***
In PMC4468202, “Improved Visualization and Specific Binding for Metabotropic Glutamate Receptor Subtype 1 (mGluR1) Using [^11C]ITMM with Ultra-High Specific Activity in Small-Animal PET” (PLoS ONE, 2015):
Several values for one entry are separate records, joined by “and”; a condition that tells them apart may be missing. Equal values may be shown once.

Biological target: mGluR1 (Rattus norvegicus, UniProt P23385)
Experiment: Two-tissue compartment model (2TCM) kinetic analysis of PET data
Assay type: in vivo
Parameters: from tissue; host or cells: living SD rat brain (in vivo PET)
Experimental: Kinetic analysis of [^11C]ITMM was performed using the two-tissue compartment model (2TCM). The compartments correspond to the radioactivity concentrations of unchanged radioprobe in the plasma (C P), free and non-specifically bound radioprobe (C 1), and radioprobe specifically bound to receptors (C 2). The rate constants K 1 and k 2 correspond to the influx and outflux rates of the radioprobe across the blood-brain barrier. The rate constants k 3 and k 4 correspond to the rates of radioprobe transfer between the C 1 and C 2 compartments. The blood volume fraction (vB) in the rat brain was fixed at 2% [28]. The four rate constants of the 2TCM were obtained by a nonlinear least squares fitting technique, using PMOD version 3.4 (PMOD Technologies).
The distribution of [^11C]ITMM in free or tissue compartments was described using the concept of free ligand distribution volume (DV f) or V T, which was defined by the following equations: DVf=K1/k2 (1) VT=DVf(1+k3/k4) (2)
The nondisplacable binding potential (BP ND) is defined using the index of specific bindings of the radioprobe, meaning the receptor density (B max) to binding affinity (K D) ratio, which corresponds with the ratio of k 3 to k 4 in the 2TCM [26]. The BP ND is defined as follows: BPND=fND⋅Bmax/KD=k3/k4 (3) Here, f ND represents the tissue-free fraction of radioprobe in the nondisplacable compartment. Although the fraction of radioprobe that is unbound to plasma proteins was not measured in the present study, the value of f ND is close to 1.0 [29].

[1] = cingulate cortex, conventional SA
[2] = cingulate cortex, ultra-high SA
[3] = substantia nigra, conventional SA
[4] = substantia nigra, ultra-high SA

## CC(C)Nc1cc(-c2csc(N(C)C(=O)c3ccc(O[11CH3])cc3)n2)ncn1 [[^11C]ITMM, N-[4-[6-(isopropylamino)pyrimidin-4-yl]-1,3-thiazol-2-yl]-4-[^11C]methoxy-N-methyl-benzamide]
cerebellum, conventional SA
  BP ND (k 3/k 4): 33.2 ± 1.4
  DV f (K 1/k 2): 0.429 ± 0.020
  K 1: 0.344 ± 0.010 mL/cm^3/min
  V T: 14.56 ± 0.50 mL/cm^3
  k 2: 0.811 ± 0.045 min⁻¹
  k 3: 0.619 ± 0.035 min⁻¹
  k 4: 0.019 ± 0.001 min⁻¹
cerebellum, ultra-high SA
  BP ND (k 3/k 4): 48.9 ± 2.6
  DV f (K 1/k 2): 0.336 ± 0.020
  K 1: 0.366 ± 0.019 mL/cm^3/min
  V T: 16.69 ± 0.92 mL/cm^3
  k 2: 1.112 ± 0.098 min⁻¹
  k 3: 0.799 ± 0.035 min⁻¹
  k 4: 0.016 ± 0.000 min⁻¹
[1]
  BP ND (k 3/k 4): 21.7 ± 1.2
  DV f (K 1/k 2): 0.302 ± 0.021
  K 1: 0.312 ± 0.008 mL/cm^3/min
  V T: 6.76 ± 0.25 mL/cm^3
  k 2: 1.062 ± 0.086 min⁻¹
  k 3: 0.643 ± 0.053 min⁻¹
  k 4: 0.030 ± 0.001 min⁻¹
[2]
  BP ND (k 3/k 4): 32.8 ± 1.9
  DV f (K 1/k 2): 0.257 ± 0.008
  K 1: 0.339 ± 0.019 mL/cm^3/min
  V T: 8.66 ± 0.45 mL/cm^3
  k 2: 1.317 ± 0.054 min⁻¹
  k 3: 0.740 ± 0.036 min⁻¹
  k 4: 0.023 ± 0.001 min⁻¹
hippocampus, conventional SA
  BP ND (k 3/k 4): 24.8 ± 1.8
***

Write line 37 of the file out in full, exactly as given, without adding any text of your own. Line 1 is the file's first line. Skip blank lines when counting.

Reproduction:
  k 3: 0.643 ± 0.053 min⁻¹